EPA releases rule on year-round E15, delays implementation  | TSLN.com

EPA releases rule on year-round E15, delays implementation 

Responding to requests from state governors to remove the one pound per square inch (1-psi) volatility waiver for gasoline-ethanol blends containing 10% ethanol in their states, the Environmental Protection Agency released a rule that would allow the sales, but proposed that the rule not go into effect until April 28, 2024. EPA explained, “The governors made their request pursuant to CAA section 211(h)(5), which provides that the administrator shall remove the 1-psi waiver via regulation upon demonstration that the 1-psi waiver increases emissions in their state. After review of the modeling results presented by the governors in their requests, EPA is proposing to remove the 1-psi waiver in the following states: Illinois, Iowa, Minnesota, Missouri, Nebraska, Ohio, South Dakota, and Wisconsin.“EPA also received multiple petitions from stakeholders requesting an extension of the effective date to the summer of 2024. This action proposes to delay the effective date for one year consistent with statutory provisions. EPA proposes an effective date for all states of April 28, 2024. This action also proposes a regulatory process by which a state may request to reinstate the 1-psi waiver.”Renewable Fuels Association President and CEO Geoff Cooper said, “Today’s proposal offers both good news and bad news for consumers, fuel retailers, ethanol producers and farmers. While we’re glad to see EPA is finally taking action to approve the governors’ petition, we’re frustrated and disappointed that the agency is proposing to kick the can on implementation until 2024.”
There is simply no justification for further delaying this action, which is already months overdue. By law, EPA should have finalized approval of the governors’ petition more than seven months ago, which would have given the marketplace more than enough time to adjust and prepare for implementation this summer. But instead, under pressure from the oil industry, the White House ignored a statutory deadline, sat on the proposal for months on end, and slow-rolled governors who acted in good faith to ensure consumers would have the ability to chooser lower-cost E15 all year long. And now, because of the administration’s unnecessary foot-dragging, consumers could lose access to the most affordable fuel at the pump three months from now.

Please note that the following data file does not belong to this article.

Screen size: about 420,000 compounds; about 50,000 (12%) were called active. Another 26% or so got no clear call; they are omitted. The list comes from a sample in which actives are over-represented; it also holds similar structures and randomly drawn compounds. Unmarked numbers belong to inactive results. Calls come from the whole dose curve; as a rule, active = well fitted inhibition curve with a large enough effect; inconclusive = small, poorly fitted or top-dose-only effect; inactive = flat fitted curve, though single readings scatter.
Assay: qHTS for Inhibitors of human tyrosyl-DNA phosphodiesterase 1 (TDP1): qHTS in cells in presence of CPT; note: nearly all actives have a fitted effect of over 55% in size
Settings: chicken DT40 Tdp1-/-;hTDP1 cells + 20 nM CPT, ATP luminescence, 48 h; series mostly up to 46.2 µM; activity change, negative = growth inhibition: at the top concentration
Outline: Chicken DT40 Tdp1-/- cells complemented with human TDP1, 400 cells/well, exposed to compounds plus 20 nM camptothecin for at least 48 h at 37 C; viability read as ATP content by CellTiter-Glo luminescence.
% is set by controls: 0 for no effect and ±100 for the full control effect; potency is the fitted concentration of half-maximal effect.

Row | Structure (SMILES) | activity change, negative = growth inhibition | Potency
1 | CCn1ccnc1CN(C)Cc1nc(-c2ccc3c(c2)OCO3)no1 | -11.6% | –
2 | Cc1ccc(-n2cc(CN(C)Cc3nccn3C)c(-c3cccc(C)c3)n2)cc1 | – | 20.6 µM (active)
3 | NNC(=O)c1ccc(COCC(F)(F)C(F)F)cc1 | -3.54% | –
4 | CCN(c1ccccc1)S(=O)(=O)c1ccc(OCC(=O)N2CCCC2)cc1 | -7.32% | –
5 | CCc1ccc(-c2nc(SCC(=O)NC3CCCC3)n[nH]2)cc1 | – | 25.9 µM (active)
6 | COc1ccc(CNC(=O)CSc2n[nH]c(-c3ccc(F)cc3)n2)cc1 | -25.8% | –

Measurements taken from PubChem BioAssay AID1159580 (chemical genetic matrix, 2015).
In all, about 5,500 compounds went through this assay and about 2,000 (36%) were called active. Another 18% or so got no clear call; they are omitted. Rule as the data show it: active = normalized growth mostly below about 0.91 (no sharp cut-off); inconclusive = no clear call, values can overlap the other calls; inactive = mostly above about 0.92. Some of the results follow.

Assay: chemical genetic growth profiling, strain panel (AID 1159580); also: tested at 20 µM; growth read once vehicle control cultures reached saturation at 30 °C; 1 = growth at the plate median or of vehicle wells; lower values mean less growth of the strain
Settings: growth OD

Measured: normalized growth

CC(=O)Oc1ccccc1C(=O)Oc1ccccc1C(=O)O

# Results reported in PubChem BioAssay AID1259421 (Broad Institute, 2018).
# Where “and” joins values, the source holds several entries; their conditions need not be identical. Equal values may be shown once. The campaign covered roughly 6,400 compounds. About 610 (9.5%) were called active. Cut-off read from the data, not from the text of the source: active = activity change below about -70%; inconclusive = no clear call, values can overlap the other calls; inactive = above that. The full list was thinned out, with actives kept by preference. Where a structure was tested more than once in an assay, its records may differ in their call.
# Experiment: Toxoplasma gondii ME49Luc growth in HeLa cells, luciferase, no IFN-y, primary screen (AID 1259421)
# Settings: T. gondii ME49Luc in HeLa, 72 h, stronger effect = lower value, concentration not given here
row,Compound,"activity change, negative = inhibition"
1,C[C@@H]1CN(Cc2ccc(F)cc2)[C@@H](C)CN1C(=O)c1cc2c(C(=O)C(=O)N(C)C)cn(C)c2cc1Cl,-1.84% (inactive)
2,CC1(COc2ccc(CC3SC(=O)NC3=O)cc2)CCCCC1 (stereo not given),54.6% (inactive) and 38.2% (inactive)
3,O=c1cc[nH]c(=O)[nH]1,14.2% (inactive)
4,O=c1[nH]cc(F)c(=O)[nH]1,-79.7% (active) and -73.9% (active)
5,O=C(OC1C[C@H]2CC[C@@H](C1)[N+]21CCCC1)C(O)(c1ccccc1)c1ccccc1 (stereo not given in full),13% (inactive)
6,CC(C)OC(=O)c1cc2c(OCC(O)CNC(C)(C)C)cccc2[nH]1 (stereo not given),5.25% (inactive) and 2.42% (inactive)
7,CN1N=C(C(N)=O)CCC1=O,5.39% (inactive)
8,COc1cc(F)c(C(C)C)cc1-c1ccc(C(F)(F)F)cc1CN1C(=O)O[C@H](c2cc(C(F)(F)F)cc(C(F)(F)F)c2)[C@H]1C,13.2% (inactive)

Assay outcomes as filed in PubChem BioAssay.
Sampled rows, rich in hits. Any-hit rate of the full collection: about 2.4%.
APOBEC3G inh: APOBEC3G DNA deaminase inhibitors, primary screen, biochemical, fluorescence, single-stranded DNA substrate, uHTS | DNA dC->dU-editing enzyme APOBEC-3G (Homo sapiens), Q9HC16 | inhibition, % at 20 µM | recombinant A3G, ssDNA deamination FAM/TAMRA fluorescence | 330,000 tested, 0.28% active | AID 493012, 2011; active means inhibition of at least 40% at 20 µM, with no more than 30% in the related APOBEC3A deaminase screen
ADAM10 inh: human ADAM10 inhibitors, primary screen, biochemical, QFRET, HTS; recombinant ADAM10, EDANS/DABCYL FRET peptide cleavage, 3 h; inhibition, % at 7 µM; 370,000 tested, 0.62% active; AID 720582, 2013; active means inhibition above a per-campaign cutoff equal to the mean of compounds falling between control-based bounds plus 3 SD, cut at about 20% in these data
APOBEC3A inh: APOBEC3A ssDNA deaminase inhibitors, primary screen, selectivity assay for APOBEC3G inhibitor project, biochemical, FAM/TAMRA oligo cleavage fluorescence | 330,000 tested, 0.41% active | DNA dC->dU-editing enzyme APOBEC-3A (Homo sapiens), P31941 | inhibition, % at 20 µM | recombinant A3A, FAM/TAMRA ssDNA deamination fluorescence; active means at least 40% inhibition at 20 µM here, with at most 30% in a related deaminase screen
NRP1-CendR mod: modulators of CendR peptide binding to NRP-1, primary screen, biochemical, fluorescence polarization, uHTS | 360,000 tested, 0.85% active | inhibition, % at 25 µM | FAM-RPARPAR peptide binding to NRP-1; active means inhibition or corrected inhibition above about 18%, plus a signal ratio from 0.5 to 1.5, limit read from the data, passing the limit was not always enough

“We urge EPA to reconsider its proposal to delay implementation. There is still time for the agency to finalize the regulation — or to use other regulatory authority — to allow E15 sales to continue this summer.”
The National Corn Growers Association said it supported the governors’ plan and said the one-year delay in implementation would cause “market uncertainty” for E15 in 2023.“These governors took the initiative and used authority under the law to ensure their consumers could maintain access to low-cost, low-emissions E15,” said NCGA President Tom Haag. “These governors did the right thing, but EPA’s proposal delays this solution. Higher ethanol blends lower emissions, save drivers money and allow for consumer choice. With the proposed delay in implementation, we now urge EPA to use existing authority to prevent a disruption in E15 availability this summer.”
National Farmers Union President Rob Larew said, “We appreciate EPA’s efforts to increase the use of ethanol in this proposal. Expanded availability and adoption of ethanol is good for farmers, good for consumers, and good for the environment. NFU continues to support further availability of ethanol and biofuels as a critical piece to address the climate crisis and provide more choice for consumers.”
But NFU also urged the Biden administration “to allow E15 usage this summer driving season, as was done last year.”
Growth Energy CEO Emily Skor said she was pleased EPA acted, but added, “American drivers have been able to purchase E15 every summer since 2019, and this summer should be no different. EPA can ensure that access continues in 2023, and should take whatever steps are necessary to do so, including through the use of an emergency waiver.”
Sen. Deb Fischer, R-Neb., a member of the Senate Agriculture Committee, said, “I appreciate the EPA trying to move the ball forward on access to E15 during the summer months. We all know E15 is great for lowering costs at the pump and strengthening our energy security.“But this proposal, while well-intended, still leaves the country with a patchwork of regulations that prevents the nation’s driving public from enjoying the full benefits of biofuels. It also fails to address this upcoming summer driving season.“The best solution here is congressional action.“I have a bipartisan bill that would create a permanent, nationwide fix. I look forward to reintroducing it this Congress so we can make true year-round E15 a reality.”

–The Hagstrom Report